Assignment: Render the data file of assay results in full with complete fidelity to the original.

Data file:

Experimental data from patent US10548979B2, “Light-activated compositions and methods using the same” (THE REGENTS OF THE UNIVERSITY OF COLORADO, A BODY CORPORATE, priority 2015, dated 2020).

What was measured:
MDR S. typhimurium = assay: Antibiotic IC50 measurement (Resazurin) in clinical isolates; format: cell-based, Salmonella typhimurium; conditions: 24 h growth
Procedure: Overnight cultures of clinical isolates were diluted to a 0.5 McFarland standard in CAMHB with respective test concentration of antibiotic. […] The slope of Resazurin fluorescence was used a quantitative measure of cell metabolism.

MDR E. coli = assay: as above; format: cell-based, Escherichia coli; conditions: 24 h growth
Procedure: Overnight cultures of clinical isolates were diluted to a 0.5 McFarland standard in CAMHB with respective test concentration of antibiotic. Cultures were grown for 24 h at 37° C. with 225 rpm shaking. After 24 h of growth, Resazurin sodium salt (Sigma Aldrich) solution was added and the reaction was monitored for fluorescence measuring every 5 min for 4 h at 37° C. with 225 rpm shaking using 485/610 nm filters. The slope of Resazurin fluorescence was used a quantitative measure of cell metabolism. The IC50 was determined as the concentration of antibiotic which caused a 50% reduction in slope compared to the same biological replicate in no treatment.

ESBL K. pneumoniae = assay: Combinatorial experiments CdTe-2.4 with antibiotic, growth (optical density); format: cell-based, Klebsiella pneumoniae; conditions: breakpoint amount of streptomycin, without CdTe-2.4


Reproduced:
Experimental data from patent US10548979B2, “Light-activated compositions and methods using the same” (THE REGENTS OF THE UNIVERSITY OF COLORADO, A BODY CORPORATE, priority 2015, dated 2020).

What was measured:
MDR S. typhimurium = assay: Antibiotic IC50 measurement (Resazurin) in clinical isolates; format: cell-based, Salmonella typhimurium; conditions: 24 h growth
Procedure: Overnight cultures of clinical isolates were diluted to a 0.5 McFarland standard in CAMHB with respective test concentration of antibiotic. […] The slope of Resazurin fluorescence was used a quantitative measure of cell metabolism.

MDR E. coli = assay: as above; format: cell-based, Escherichia coli; conditions: 24 h growth
Procedure: Overnight cultures of clinical isolates were diluted to a 0.5 McFarland standard in CAMHB with respective test concentration of antibiotic. Cultures were grown for 24 h at 37° C. with 225 rpm shaking. After 24 h of growth, Resazurin sodium salt (Sigma Aldrich) solution was added and the reaction was monitored for fluorescence measuring every 5 min for 4 h at 37° C. with 225 rpm shaking using 485/610 nm filters. The slope of Resazurin fluorescence was used a quantitative measure of cell metabolism. The IC50 was determined as the concentration of antibiotic which caused a 50% reduction in slope compared to the same biological replicate in no treatment.

ESBL K. pneumoniae = assay: Combinatorial experiments CdTe-2.4 with antibiotic, growth (optical density); format: cell-based, Klebsiella pneumoniae; conditions: breakpoint amount of streptomycin, without CdTe-2.4